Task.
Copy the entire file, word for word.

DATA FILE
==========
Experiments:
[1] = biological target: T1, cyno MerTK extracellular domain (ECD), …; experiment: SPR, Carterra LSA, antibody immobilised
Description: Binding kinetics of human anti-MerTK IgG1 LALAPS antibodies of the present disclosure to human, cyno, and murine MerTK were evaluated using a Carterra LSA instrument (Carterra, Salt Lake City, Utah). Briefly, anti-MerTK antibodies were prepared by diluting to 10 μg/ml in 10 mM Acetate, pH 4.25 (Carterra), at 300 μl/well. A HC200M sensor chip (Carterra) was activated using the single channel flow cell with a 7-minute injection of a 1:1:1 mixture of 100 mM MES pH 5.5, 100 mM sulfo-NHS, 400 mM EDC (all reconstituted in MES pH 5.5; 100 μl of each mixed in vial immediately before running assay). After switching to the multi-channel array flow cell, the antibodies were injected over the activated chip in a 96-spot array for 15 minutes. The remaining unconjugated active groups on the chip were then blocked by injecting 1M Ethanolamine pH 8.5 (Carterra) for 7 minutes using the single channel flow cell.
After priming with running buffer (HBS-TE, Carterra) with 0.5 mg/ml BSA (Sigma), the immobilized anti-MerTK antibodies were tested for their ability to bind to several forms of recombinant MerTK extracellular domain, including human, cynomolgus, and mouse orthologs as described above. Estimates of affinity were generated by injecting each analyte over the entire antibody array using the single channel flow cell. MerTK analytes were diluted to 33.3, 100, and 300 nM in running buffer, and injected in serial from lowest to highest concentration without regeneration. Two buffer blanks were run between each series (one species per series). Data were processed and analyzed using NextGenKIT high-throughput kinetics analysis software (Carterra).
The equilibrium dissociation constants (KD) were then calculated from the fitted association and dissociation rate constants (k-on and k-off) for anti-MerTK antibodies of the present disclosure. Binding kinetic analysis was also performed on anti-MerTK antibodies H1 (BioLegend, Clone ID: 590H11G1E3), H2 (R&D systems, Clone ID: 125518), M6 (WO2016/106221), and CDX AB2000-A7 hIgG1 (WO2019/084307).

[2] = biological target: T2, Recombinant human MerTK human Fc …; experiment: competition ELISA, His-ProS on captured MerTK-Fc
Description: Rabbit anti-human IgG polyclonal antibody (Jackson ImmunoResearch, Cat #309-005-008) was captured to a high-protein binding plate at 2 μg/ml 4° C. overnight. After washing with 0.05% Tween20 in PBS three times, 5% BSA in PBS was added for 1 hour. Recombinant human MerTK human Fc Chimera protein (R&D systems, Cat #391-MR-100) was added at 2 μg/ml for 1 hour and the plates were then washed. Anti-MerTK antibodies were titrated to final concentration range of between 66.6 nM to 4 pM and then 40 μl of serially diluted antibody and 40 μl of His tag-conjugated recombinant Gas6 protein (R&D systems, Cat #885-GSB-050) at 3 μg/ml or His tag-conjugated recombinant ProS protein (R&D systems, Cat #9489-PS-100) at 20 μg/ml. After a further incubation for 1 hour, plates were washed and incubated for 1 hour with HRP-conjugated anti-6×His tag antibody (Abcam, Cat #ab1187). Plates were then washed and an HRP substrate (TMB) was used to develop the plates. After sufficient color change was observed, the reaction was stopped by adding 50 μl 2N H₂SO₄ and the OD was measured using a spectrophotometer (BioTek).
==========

Experiments:
[1] = biological target: T1, cyno MerTK extracellular domain (ECD), …; experiment: SPR, Carterra LSA, antibody immobilised
Description: Binding kinetics of human anti-MerTK IgG1 LALAPS antibodies of the present disclosure to human, cyno, and murine MerTK were evaluated using a Carterra LSA instrument (Carterra, Salt Lake City, Utah). Briefly, anti-MerTK antibodies were prepared by diluting to 10 μg/ml in 10 mM Acetate, pH 4.25 (Carterra), at 300 μl/well. A HC200M sensor chip (Carterra) was activated using the single channel flow cell with a 7-minute injection of a 1:1:1 mixture of 100 mM MES pH 5.5, 100 mM sulfo-NHS, 400 mM EDC (all reconstituted in MES pH 5.5; 100 μl of each mixed in vial immediately before running assay). After switching to the multi-channel array flow cell, the antibodies were injected over the activated chip in a 96-spot array for 15 minutes. The remaining unconjugated active groups on the chip were then blocked by injecting 1M Ethanolamine pH 8.5 (Carterra) for 7 minutes using the single channel flow cell.
After priming with running buffer (HBS-TE, Carterra) with 0.5 mg/ml BSA (Sigma), the immobilized anti-MerTK antibodies were tested for their ability to bind to several forms of recombinant MerTK extracellular domain, including human, cynomolgus, and mouse orthologs as described above. Estimates of affinity were generated by injecting each analyte over the entire antibody array using the single channel flow cell. MerTK analytes were diluted to 33.3, 100, and 300 nM in running buffer, and injected in serial from lowest to highest concentration without regeneration. Two buffer blanks were run between each series (one species per series). Data were processed and analyzed using NextGenKIT high-throughput kinetics analysis software (Carterra).
The equilibrium dissociation constants (KD) were then calculated from the fitted association and dissociation rate constants (k-on and k-off) for anti-MerTK antibodies of the present disclosure. Binding kinetic analysis was also performed on anti-MerTK antibodies H1 (BioLegend, Clone ID: 590H11G1E3), H2 (R&D systems, Clone ID: 125518), M6 (WO2016/106221), and CDX AB2000-A7 hIgG1 (WO2019/084307).

[2] = biological target: T2, Recombinant human MerTK human Fc …; experiment: competition ELISA, His-ProS on captured MerTK-Fc
Description: Rabbit anti-human IgG polyclonal antibody (Jackson ImmunoResearch, Cat #309-005-008) was captured to a high-protein binding plate at 2 μg/ml 4° C. overnight. After washing with 0.05% Tween20 in PBS three times, 5% BSA in PBS was added for 1 hour. Recombinant human MerTK human Fc Chimera protein (R&D systems, Cat #391-MR-100) was added at 2 μg/ml for 1 hour and the plates were then washed. Anti-MerTK antibodies were titrated to final concentration range of between 66.6 nM to 4 pM and then 40 μl of serially diluted antibody and 40 μl of His tag-conjugated recombinant Gas6 protein (R&D systems, Cat #885-GSB-050) at 3 μg/ml or His tag-conjugated recombinant ProS protein (R&D systems, Cat #9489-PS-100) at 20 μg/ml. After a further incubation for 1 hour, plates were washed and incubated for 1 hour with HRP-conjugated anti-6×His tag antibody (Abcam, Cat #ab1187). Plates were then washed and an HRP substrate (TMB) was used to develop the plates. After sufficient color change was observed, the reaction was stopped by adding 50 μl 2N H₂SO₄ and the OD was measured using a spectrophotometer (BioTek).